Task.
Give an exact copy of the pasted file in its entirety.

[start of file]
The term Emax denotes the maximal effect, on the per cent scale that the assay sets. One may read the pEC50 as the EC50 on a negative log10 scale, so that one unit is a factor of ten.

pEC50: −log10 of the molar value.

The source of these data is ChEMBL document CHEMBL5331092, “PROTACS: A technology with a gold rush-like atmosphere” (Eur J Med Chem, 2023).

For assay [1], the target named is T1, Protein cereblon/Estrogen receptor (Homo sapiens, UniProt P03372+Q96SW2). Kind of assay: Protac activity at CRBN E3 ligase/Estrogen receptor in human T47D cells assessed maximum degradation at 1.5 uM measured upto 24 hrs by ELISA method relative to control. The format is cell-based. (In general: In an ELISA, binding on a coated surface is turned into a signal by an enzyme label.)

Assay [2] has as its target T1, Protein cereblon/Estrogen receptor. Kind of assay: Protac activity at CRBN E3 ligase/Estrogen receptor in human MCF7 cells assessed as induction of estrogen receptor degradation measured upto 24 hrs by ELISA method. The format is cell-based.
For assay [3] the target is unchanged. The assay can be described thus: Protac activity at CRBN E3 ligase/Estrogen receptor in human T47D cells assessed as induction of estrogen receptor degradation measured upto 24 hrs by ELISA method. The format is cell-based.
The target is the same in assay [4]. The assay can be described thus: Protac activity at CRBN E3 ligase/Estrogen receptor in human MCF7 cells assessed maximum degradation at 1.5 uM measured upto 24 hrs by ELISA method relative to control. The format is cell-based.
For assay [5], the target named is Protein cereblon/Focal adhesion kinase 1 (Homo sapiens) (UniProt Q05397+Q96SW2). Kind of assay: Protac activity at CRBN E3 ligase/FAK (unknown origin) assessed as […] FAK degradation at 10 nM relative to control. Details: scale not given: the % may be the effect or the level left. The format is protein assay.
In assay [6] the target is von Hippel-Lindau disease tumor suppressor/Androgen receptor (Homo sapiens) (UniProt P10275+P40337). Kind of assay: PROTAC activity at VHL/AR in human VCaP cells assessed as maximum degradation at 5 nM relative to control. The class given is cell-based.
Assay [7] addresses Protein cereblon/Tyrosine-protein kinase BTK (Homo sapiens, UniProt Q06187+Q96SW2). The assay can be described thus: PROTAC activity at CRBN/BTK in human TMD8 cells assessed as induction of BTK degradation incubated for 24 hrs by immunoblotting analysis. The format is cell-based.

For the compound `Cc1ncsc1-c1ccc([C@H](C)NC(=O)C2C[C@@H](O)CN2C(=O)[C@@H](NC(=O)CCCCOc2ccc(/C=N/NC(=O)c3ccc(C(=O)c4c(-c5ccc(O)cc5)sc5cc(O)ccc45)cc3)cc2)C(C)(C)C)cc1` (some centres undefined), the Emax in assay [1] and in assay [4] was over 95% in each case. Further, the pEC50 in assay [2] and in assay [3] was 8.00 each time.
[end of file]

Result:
The term Emax denotes the maximal effect, on the per cent scale that the assay sets. One may read the pEC50 as the EC50 on a negative log10 scale, so that one unit is a factor of ten.

pEC50: −log10 of the molar value.

The source of these data is ChEMBL document CHEMBL5331092, “PROTACS: A technology with a gold rush-like atmosphere” (Eur J Med Chem, 2023).

For assay [1], the target named is T1, Protein cereblon/Estrogen receptor (Homo sapiens, UniProt P03372+Q96SW2). Kind of assay: Protac activity at CRBN E3 ligase/Estrogen receptor in human T47D cells assessed maximum degradation at 1.5 uM measured upto 24 hrs by ELISA method relative to control. The format is cell-based. (In general: In an ELISA, binding on a coated surface is turned into a signal by an enzyme label.)

Assay [2] has as its target T1, Protein cereblon/Estrogen receptor. Kind of assay: Protac activity at CRBN E3 ligase/Estrogen receptor in human MCF7 cells assessed as induction of estrogen receptor degradation measured upto 24 hrs by ELISA method. The format is cell-based.
For assay [3] the target is unchanged. The assay can be described thus: Protac activity at CRBN E3 ligase/Estrogen receptor in human T47D cells assessed as induction of estrogen receptor degradation measured upto 24 hrs by ELISA method. The format is cell-based.
The target is the same in assay [4]. The assay can be described thus: Protac activity at CRBN E3 ligase/Estrogen receptor in human MCF7 cells assessed maximum degradation at 1.5 uM measured upto 24 hrs by ELISA method relative to control. The format is cell-based.
For assay [5], the target named is Protein cereblon/Focal adhesion kinase 1 (Homo sapiens) (UniProt Q05397+Q96SW2). Kind of assay: Protac activity at CRBN E3 ligase/FAK (unknown origin) assessed as […] FAK degradation at 10 nM relative to control. Details: scale not given: the % may be the effect or the level left. The format is protein assay.
In assay [6] the target is von Hippel-Lindau disease tumor suppressor/Androgen receptor (Homo sapiens) (UniProt P10275+P40337). Kind of assay: PROTAC activity at VHL/AR in human VCaP cells assessed as maximum degradation at 5 nM relative to control. The class given is cell-based.
Assay [7] addresses Protein cereblon/Tyrosine-protein kinase BTK (Homo sapiens, UniProt Q06187+Q96SW2). The assay can be described thus: PROTAC activity at CRBN/BTK in human TMD8 cells assessed as induction of BTK degradation incubated for 24 hrs by immunoblotting analysis. The format is cell-based.

For the compound `Cc1ncsc1-c1ccc([C@H](C)NC(=O)C2C[C@@H](O)CN2C(=O)[C@@H](NC(=O)CCCCOc2ccc(/C=N/NC(=O)c3ccc(C(=O)c4c(-c5ccc(O)cc5)sc5cc(O)ccc45)cc3)cc2)C(C)(C)C)cc1` (some centres undefined), the Emax in assay [1] and in assay [4] was over 95% in each case. Further, the pEC50 in assay [2] and in assay [3] was 8.00 each time.